I have story to tell. When we first moved back to the US three years ago from Ireland, my daughter was still about 3 years old. We had purchased some Japanese-language Disney CDs and would play them in the car on repeat. The stories were short, maybe 5-10 minutes, and would narrate famous stories like Aladdin, Snow White, Sleeping Beauty, etc. and would play over and over because my daughter liked them so much.
My wife usually drives, and I sit in the backseat with my daughter because she likes being with Daddy (and I drive terrible anyway)1 so for months I would have listen to the same 5-10 minute stories over and over and OVER. If we went on a long drive, such as to my grandmother’s house on Camano Island, I listened to the story many times.
But you know what? Over time, the stories made more sense. At first, it just sounded like a jumble of words to me. I was studying for the JLPT3 (JLPT N4 nowadays) and was just getting familiar with a lot of basic Japanese vocabulary, and that vocabulary appeared in the stories a lot. However, at first I just couldn’t hear it in the stories. But little by little, I would recognize certain words or grammar and the stories made more and more sense. Also, I learned a lot of new words, like 魔法 (mahō magic), 姫さま (hime-sama princess), and other Disney-centric words.
This is how one effectively learns a language. There’s no fast-track or rushing it. It takes a really long time but progress happens slowly, subtly. I wrote an old post about Buddhist practice and Zen meditation and I quoted from the famous teacher Shunryu Suzuki:
After you practice for a while, you will realize that it is not possible to make rapid, extraordinary progress. Even though you try very hard, the progress you make is always little by little. It is not like going out in a shower in which you know you will get wet. In a fog, you do not know you are getting wet, but as you keep walking you get wet little by little. If your mind has ideas of progress, you may say “Oh this pace is terrible!” But actually it is not…It is like learning a foreign language; you cannot do it all of a sudden, but by repeating it over and over you will master. (page 46)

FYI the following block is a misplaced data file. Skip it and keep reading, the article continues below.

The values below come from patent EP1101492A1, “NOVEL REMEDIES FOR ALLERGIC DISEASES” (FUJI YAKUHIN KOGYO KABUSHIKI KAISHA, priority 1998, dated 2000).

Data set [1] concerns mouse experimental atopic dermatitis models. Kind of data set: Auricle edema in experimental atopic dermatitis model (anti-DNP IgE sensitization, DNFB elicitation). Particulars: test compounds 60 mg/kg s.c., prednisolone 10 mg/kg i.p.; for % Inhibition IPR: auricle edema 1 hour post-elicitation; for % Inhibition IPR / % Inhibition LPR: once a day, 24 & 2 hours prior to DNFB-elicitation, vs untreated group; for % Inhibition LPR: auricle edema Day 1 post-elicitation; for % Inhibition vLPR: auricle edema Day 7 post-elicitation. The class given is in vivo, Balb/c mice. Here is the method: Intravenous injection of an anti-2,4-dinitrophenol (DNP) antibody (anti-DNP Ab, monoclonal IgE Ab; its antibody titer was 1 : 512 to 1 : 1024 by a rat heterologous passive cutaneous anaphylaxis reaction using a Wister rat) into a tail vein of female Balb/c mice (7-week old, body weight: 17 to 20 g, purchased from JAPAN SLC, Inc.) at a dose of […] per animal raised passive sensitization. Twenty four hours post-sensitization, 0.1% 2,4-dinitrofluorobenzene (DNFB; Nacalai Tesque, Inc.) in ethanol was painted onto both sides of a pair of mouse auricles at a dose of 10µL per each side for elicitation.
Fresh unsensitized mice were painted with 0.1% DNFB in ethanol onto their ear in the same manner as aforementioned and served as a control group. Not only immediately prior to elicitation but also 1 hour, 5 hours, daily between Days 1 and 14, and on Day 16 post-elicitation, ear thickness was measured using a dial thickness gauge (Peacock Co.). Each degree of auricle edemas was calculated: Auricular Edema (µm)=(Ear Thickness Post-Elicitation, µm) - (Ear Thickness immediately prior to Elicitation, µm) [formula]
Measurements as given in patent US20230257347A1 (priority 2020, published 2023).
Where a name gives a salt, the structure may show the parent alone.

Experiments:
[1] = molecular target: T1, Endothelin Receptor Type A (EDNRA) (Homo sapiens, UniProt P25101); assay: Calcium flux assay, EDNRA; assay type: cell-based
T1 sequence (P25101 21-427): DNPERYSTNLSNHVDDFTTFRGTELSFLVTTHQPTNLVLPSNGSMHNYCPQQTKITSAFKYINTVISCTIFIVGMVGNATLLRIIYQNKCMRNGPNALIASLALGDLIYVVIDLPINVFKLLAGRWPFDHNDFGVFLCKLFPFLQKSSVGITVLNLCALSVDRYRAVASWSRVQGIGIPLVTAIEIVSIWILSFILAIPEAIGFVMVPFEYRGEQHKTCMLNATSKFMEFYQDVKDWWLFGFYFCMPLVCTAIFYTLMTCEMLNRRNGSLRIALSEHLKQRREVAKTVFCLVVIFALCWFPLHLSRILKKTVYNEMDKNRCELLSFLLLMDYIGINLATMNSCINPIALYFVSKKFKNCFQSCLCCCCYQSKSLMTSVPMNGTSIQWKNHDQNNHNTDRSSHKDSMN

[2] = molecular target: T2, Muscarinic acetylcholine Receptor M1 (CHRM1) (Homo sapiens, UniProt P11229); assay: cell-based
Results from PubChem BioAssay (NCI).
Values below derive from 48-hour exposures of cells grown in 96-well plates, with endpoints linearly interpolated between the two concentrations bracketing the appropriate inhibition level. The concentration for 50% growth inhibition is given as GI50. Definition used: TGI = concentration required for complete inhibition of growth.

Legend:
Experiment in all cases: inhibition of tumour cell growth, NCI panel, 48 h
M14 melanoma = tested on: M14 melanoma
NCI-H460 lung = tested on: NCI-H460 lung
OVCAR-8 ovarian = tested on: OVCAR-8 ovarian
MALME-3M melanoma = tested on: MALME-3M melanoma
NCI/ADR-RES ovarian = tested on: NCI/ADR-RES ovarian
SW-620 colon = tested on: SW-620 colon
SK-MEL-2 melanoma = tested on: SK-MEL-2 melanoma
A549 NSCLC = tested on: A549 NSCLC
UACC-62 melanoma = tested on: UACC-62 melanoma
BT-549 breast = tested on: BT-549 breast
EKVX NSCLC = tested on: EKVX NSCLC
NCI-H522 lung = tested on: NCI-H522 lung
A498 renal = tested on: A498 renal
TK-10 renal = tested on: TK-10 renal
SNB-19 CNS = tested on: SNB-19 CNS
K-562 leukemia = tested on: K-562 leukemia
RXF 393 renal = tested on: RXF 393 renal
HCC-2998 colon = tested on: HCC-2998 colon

So, lately, when took up Korean studies, I found myself learning the same lessons again.
As part of my 4-month experiment, I listen to the Iyagi series of lessons at TTMIK and listen to the same ones everyday (lessons 2 through 7 currently), and often more than once a day. As I work through the podcasts, the number of Iyagi lessons keeps growing too.
For example, for Iyagi Lesson 2, they talk about bookstores. At first, I couldn’t really understand any of it, but after listening to it for a week, I started picking out a lot of words and grammar I had studied previously, and learned some new words like 서점 (seojeom bookstore). Or, while listening to Iyagi Lesson 3, I started picking out a lot of conversational words I vaguely knew, and enjoy the teacher Jin Seokjin’s impersonation of a 노래방 (noraebang “karaoke”) singer.
Again, although it doesn’t really feel like I’m making much progress, using Rev. Suzuki’s analogy, it’s like being in a fog. The longer you stand there, the more your clothes absorb the moisture. In the same way, the more you expose yourself to a language, even if the doesn’t make sense, the more you just absorb it. Then you can go back and review what you encountered through structured lessons.
I think the mistake I made in the past was the opposite: study first, then only get exposure “when I felt ready”. Since I started this experiment, I reversed the process (exposure first, review new lessons periodically mixed in), I feel like I am making better progress now. It feels more satisfying.
1 If you see me on the road, RUN!